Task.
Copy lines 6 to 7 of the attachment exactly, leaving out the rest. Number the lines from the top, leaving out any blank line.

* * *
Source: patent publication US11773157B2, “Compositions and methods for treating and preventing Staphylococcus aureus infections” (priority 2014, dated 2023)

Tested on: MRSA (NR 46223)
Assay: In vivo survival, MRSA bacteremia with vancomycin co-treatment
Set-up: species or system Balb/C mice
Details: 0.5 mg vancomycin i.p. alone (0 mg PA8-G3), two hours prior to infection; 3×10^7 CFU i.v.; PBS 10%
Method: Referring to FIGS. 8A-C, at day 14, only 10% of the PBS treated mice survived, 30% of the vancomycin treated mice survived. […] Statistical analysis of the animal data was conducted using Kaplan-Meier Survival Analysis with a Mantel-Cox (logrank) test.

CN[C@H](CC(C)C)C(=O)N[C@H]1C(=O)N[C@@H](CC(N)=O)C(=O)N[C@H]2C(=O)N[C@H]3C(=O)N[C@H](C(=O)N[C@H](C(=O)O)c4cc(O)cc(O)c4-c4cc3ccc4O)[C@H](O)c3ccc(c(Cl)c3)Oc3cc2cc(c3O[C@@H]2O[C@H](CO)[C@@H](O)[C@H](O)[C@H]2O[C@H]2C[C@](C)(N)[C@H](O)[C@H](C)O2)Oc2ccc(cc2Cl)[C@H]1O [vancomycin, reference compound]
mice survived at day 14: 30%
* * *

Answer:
Method: Referring to FIGS. 8A-C, at day 14, only 10% of the PBS treated mice survived, 30% of the vancomycin treated mice survived. […] Statistical analysis of the animal data was conducted using Kaplan-Meier Survival Analysis with a Mantel-Cox (logrank) test.

CN[C@H](CC(C)C)C(=O)N[C@H]1C(=O)N[C@@H](CC(N)=O)C(=O)N[C@H]2C(=O)N[C@H]3C(=O)N[C@H](C(=O)N[C@H](C(=O)O)c4cc(O)cc(O)c4-c4cc3ccc4O)[C@H](O)c3ccc(c(Cl)c3)Oc3cc2cc(c3O[C@@H]2O[C@H](CO)[C@@H](O)[C@H](O)[C@H]2O[C@H]2C[C@](C)(N)[C@H](O)[C@H](C)O2)Oc2ccc(cc2Cl)[C@H]1O [vancomycin, reference compound]